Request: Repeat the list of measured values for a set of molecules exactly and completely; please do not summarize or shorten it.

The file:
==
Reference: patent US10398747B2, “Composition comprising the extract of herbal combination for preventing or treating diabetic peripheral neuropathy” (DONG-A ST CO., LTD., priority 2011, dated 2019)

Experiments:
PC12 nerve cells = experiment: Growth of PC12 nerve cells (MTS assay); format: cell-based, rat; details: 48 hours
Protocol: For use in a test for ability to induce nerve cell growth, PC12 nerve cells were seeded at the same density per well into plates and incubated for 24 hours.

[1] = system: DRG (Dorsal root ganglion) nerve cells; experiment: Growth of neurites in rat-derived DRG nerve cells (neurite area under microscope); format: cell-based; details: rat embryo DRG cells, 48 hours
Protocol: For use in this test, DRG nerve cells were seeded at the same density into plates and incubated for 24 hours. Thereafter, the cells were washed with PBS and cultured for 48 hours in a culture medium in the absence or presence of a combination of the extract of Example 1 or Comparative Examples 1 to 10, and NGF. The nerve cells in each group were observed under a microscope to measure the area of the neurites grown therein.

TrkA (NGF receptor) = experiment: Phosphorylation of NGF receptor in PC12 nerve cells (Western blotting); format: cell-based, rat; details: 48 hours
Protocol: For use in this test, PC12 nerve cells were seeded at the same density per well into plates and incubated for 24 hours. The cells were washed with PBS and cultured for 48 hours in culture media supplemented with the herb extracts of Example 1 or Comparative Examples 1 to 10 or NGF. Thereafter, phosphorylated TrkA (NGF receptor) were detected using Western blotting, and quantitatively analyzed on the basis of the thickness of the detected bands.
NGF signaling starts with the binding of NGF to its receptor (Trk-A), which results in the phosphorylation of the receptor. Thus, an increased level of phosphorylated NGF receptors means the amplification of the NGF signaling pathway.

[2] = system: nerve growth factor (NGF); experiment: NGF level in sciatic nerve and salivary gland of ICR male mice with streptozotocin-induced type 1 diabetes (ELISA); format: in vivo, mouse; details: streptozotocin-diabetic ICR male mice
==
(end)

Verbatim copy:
Reference: patent US10398747B2, “Composition comprising the extract of herbal combination for preventing or treating diabetic peripheral neuropathy” (DONG-A ST CO., LTD., priority 2011, dated 2019)

Experiments:
PC12 nerve cells = experiment: Growth of PC12 nerve cells (MTS assay); format: cell-based, rat; details: 48 hours
Protocol: For use in a test for ability to induce nerve cell growth, PC12 nerve cells were seeded at the same density per well into plates and incubated for 24 hours.

[1] = system: DRG (Dorsal root ganglion) nerve cells; experiment: Growth of neurites in rat-derived DRG nerve cells (neurite area under microscope); format: cell-based; details: rat embryo DRG cells, 48 hours
Protocol: For use in this test, DRG nerve cells were seeded at the same density into plates and incubated for 24 hours. Thereafter, the cells were washed with PBS and cultured for 48 hours in a culture medium in the absence or presence of a combination of the extract of Example 1 or Comparative Examples 1 to 10, and NGF. The nerve cells in each group were observed under a microscope to measure the area of the neurites grown therein.

TrkA (NGF receptor) = experiment: Phosphorylation of NGF receptor in PC12 nerve cells (Western blotting); format: cell-based, rat; details: 48 hours
Protocol: For use in this test, PC12 nerve cells were seeded at the same density per well into plates and incubated for 24 hours. The cells were washed with PBS and cultured for 48 hours in culture media supplemented with the herb extracts of Example 1 or Comparative Examples 1 to 10 or NGF. Thereafter, phosphorylated TrkA (NGF receptor) were detected using Western blotting, and quantitatively analyzed on the basis of the thickness of the detected bands.
NGF signaling starts with the binding of NGF to its receptor (Trk-A), which results in the phosphorylation of the receptor. Thus, an increased level of phosphorylated NGF receptors means the amplification of the NGF signaling pathway.

[2] = system: nerve growth factor (NGF); experiment: NGF level in sciatic nerve and salivary gland of ICR male mice with streptozotocin-induced type 1 diabetes (ELISA); format: in vivo, mouse; details: streptozotocin-diabetic ICR male mice